Far-right political pundit Eric Zemmour could reach a second-round runoff vote in France’s 2022 presidential election if he chooses to challenge incumbent leader Emmanuel Macron, according to a new opinion poll.
The Harris Interactive poll, published on Wednesday, is the first since Macron won the presidency in 2017 to upend widely held expectations he will face a repeat knockout contest against far-right leader Marine Le Pen next April.
It showed Zemmour winning 17 percent of voter support, eclipsing Le Pen’s 15 percent, in a potential first round.
A highly divisive figure, the 63-year-old has repeatedly courted controversy with inflammatory remarks on subjects such as immigration, Islam and national identity – and been convicted multiple times for inciting hatred.
The poll, which saw 1,310 voters surveyed on October 4, put him ahead of any one of the three challengers vying for France’s centre-right ticket.
Those are Xavier Bertrand, a former minister who now leads the Hauts-de-France region in northern France, Valerie Pecresse, head of the Ile de France region, and former European Union Brexit negotiator Michel Barnier.
“A candidate has never been known to experience such a change in voter intentions in so short a space of time as we’ve seen with Eric Zemmour,” Harris Interactive pollster Antoine Gautier told the AFP news agency.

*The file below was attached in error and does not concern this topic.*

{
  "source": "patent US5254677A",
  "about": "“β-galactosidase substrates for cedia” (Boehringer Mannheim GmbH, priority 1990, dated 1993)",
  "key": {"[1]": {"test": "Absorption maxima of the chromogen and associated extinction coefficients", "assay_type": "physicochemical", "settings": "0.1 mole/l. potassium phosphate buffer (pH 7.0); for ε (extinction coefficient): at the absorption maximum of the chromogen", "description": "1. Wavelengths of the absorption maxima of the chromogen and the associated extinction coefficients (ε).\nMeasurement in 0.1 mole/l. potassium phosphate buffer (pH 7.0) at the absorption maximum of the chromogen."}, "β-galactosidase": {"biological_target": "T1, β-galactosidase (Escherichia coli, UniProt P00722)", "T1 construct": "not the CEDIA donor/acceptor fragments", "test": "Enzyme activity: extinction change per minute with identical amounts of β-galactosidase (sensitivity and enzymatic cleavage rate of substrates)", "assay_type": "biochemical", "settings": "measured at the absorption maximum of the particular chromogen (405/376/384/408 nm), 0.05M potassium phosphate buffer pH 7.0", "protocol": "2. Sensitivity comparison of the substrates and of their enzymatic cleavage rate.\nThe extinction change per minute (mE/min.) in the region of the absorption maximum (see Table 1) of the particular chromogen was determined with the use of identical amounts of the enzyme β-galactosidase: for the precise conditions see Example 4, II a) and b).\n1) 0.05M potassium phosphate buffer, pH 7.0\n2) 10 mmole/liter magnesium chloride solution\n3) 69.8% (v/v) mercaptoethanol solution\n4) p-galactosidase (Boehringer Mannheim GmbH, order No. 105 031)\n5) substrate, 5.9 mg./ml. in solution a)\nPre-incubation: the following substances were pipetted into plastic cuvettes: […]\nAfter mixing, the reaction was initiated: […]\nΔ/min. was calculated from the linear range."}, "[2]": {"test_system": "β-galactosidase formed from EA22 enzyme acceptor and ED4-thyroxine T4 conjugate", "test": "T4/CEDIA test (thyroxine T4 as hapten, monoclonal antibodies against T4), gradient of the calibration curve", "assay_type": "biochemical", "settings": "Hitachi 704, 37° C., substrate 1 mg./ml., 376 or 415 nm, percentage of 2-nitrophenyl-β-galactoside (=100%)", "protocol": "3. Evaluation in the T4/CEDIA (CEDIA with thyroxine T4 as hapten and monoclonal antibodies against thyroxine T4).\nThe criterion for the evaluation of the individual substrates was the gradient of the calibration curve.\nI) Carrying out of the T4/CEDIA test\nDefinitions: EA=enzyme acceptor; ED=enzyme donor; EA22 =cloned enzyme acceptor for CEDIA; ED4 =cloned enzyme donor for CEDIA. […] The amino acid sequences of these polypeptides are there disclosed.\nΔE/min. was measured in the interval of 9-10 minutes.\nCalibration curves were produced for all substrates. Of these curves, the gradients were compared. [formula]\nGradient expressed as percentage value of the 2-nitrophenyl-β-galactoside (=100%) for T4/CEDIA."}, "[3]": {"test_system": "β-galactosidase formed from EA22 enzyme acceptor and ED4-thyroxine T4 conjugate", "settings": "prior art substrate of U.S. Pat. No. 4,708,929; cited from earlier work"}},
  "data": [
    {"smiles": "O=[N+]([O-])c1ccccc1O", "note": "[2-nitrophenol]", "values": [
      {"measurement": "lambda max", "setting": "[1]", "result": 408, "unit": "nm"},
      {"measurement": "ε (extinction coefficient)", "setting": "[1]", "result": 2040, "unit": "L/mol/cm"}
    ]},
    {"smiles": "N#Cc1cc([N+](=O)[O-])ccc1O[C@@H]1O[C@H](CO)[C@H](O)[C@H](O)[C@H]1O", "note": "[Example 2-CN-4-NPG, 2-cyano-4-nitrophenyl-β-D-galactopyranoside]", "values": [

Zemmour was predicted to win only 7 percent support when Harris Interactive tested his popularity with voters for the first time, on September 8.
He has not formally announced he will run for the presidency, but has indicated he will challenge Macron, describing himself as a “candidate in the debate” and quitting his prime-time chat-show spot to comply with electoral rules.
He has also published a book, France Has Not Yet Said Its Final Word, that draws parallels between himself and former US President Donald Trump.
Macron still ahead
Wednesday’s poll suggested Zemmour will face a battle to actually unseat Macron, should he choose to compete.
Macron would win 55 percent of the vote in a second-round contest against him, the poll said.
It also indicated Macron would narrowly beat Le Pen by a margin of 53-47 percent, were she to get through to a second round, as well as all of his other main challengers in any second-round scenario.
Le Pen lost to Macron in the 2017 ballot’s second round, with the latter sweeping more than 66 percent of the vote.
A runoff is required if no candidate wins an overall majority in the first round.
Analysts have stressed that next year’s election remains highly unpredictable and forecasting is rendered more difficult by France’s two-round system.